Delivery Services in the Middle East: A Guide for Retailers
Does your business require the services of a logistics provider to ship orders out to your customers? Perhaps you are a new market entrant in the Middle East, or you are reviewing the possibilities for outsourced delivery services.
In any event, you should find this guide of use. It offers a brief, but detailed overview of the urban delivery landscape in the region, and a slew of tips for meeting customer expectations and overcoming urban logistics challenges in the United Arab Emirates and the other nations forming the opportunity-rich GCC retail and e-commerce market.
Urban Delivery Services in the Middle East
The Middle East—and the GCC region in particular—comprise markets hungry for progressive models of urban delivery execution. That’s due, at least in part, to the extreme heatof the summer season, which can frequently reach 50 degrees centigrade. It can be uncomfortable and potentially even dangerous for people to leave the relative cool of their homes.
As a result, consumers have become very pro-delivery, supporting the growth of an environment in which home deliveries of everything, from online and traditional retail purchases, to snacks, meals, and drinks, are not a luxury, but a lifestyle element.
Against this backdrop, global carriers operating in the region are today facing stiff competition, and being challenged to update their service offerings, by regional and local delivery service providers that leverage technology as a means to differentiate.
Challenges and Challengers
Many of the challenger-companies in Middle East logistics, including Shipa Delivery, are startups, applying new approaches to delivery for both B2B and B2c markets. Their USPs range from apps and platforms that simplify order fulfillment, to ultra-fast collection and delivery services for packages.
That the latter is proving especially successful is hardly surprising. After all, at times, you can fry an egg on the sidewalk, or even cook yourself en-route to pick up a takeaway or retrieve the phone charger you accidentally left at the office.
As these innovators, along with the long-established global players, and regional incumbents battle for their share in the growing e-commerce logistics and on-demand delivery space, they face an array of challenges. Many have existed for decades, such as the informal and vague systems for home addresses used in Middle East countries. Meanwhile, some new puzzles relate to the phenomenal scope and speed of urban development in the region.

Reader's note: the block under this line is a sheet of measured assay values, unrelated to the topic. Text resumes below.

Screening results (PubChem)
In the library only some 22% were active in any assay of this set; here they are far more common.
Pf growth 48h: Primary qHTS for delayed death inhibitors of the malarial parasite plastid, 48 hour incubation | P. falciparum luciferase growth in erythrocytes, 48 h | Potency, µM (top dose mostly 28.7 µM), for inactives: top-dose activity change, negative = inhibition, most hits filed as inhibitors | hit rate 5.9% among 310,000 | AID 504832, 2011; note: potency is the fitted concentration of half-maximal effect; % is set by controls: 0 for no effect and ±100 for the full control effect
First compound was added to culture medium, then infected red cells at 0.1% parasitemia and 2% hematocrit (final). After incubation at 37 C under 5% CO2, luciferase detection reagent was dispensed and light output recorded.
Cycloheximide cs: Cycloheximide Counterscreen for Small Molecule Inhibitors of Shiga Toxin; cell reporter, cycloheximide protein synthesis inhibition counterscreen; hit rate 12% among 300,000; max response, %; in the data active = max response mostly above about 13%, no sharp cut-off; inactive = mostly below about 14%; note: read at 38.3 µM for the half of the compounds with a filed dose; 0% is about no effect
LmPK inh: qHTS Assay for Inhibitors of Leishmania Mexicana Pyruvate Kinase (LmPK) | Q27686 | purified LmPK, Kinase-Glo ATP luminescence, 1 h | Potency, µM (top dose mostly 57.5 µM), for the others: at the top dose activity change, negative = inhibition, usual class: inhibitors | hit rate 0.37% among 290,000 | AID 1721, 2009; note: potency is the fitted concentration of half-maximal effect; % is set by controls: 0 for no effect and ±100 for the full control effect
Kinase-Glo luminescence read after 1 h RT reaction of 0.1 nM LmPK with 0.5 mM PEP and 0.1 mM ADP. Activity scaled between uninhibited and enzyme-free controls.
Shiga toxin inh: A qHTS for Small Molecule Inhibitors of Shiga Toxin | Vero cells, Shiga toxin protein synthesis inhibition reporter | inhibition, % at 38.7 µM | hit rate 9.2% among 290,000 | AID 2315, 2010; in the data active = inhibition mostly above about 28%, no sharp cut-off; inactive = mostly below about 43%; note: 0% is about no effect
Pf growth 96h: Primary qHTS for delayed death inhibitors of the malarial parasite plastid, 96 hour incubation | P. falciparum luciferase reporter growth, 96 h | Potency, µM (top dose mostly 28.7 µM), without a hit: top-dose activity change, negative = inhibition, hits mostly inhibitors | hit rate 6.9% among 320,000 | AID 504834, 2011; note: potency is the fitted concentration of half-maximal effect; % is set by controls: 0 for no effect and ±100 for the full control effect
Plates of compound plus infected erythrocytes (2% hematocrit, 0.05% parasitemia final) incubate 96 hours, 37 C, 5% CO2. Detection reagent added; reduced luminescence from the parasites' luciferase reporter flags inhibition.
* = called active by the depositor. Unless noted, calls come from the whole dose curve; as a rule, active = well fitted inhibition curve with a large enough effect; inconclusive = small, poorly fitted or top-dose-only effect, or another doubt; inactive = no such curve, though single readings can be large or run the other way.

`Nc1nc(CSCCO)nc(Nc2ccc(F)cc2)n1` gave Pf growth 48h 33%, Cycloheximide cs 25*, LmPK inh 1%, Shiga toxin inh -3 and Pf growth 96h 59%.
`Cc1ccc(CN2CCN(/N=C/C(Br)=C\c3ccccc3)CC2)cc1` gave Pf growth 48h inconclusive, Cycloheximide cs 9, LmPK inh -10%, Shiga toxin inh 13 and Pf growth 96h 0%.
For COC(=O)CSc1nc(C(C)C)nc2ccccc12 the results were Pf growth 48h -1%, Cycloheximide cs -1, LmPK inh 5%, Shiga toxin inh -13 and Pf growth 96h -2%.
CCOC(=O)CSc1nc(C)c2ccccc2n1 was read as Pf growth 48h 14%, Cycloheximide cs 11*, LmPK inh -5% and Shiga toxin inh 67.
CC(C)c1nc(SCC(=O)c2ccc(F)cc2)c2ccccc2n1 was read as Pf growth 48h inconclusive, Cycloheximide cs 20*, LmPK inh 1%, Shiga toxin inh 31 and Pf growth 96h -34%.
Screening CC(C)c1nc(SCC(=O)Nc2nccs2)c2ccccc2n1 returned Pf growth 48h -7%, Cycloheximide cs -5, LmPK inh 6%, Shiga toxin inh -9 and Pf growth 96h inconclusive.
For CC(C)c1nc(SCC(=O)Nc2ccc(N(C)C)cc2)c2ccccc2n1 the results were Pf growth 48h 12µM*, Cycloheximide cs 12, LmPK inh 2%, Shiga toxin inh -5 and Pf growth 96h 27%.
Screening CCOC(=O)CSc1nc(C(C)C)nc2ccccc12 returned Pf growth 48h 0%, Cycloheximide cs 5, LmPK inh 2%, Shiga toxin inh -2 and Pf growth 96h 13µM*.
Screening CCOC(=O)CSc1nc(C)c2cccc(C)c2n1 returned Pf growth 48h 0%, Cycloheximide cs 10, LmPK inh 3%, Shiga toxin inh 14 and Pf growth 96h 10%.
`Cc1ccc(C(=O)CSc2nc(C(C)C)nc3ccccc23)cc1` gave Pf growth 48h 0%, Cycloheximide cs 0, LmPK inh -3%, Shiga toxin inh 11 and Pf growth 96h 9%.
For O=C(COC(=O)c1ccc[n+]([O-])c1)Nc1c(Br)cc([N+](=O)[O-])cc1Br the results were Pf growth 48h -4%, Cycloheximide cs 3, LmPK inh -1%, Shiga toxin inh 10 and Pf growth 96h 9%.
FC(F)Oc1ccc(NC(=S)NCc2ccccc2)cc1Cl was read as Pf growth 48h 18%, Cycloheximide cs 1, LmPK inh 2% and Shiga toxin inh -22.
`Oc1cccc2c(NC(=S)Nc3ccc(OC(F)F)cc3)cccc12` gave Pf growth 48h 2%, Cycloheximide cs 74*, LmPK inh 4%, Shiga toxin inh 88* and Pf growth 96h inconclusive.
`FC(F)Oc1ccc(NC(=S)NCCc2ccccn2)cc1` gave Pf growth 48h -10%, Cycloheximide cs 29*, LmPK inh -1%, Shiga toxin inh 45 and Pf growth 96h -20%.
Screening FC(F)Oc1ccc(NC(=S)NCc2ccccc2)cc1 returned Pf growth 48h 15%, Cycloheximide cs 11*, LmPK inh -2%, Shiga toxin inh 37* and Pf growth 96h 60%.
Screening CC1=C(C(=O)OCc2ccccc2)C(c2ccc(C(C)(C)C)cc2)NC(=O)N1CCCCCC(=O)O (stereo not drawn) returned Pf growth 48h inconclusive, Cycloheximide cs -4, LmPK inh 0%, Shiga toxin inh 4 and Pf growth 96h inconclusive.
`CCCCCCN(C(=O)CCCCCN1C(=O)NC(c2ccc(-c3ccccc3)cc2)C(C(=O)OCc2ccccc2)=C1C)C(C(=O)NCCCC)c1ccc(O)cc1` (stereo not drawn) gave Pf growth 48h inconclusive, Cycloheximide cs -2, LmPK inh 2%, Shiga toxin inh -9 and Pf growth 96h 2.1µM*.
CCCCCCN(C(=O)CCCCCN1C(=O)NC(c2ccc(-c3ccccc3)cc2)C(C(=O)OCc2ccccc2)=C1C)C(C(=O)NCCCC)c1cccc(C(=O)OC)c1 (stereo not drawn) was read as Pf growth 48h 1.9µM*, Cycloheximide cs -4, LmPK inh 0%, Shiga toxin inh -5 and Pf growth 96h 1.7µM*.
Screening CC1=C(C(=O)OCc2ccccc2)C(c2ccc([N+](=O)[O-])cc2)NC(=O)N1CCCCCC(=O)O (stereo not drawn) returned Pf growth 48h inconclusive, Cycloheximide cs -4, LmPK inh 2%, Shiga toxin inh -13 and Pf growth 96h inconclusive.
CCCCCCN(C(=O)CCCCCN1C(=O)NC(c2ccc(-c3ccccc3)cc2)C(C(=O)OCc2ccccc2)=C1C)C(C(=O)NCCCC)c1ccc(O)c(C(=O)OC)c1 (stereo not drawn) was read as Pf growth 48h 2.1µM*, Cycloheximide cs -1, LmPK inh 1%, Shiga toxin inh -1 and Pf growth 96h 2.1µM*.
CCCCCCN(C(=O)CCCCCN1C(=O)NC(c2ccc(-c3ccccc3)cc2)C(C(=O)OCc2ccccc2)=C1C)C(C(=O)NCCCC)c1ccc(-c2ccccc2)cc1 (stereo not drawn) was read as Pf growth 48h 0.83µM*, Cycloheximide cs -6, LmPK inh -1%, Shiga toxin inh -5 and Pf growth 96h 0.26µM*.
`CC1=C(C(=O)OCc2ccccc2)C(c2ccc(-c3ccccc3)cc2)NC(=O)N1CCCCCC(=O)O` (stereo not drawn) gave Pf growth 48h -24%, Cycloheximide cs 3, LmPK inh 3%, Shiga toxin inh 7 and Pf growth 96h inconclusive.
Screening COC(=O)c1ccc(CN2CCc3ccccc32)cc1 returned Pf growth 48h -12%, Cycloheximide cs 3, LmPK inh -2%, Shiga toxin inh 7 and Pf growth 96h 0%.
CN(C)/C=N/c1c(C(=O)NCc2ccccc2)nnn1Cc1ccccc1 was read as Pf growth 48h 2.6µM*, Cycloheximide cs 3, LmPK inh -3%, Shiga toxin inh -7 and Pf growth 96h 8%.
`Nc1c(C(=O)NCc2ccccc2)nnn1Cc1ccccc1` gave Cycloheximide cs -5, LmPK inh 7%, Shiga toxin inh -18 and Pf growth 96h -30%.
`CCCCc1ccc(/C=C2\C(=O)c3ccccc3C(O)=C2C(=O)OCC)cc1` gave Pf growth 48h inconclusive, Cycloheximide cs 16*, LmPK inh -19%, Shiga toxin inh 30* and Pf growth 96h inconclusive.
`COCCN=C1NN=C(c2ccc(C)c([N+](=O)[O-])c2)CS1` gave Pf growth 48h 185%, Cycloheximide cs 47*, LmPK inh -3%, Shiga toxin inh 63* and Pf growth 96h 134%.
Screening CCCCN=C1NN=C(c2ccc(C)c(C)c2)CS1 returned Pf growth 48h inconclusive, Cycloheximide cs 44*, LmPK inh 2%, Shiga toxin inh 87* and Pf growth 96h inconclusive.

In response, local authorities, along with stakeholders in the private sector, seek to ease the complications of urban logistics, and industrial practices in general, by applying smarter approaches to urban planning. Their initiatives are transforming cities like Dubai into some of the most progressive and technology-friendly in the world.
An Upwardly Mobile Region
For businesses in need of urban delivery partners, the range of options is growing fast. Where ten years ago, the logistics industry in the GCC, for example, was antiquated even by the standards of that era, the region is now characterized by fast-paced change. Retailers today can choose from basic services in logistics, courier services, 3PL providers with chains of distribution centers and the ability to supply dedicated fleets, and on-demand deliveries from companies like Shipa Delivery.
It looks likely that the region will also be among the first to adopt next-generation solutions, such as drone delivery to link brands to their customers.
In Dubai, for example, the government is already working closely with private sector enterprises such as Germany’s Volocopter and US-based Vimana Global. The aim is to develop aerospace platforms allowing autonomous aerial vehicles to serve as taxis and eventually, to deliver packages.
State of the Delivery Industry in the Middle East
When viewed as a whole, the Middle East presents a range of urban logistics and delivery challenges very different from those facing providers in the West. The following are typical examples of the issues to be overcome by retailers and their logistics partners:
- Inadequate address systems: Delivery companies must often find delivery locations using nothing more than the recipient’s name and mobile phone number.
- Gender roles: In some part of the GCC region, women prefer not to answer their doors to males that they don’t know personally, making it hard for drivers to complete deliveries.
- Cash on Delivery (COD): Still the preferred payment method in the Middle East, cash-on-delivery presents complications for retailers and their logistics providers. Their drivers must accept and carry cash (a security concern), and systems must be integrated for the transfer of cash payments from logistics provider to retailer.
Aside from the inefficiencies that the above-listed issues generate, they also combine to create a further challenge for urban logistics specialists and their customers—an extremely high rate of product returns.
Reverse supply chain systems are stretched to the limit due to end-customers’ rejection of deliveries. Consumers in particular often…
- Run out of patience while waiting for their goods to arrive.
- Tire of answering their phones to drivers seeking turn-by-turn, landmark-by-landmark directions to their homes.
- Take advantage of COD payment terms to reject deliveries on arrival.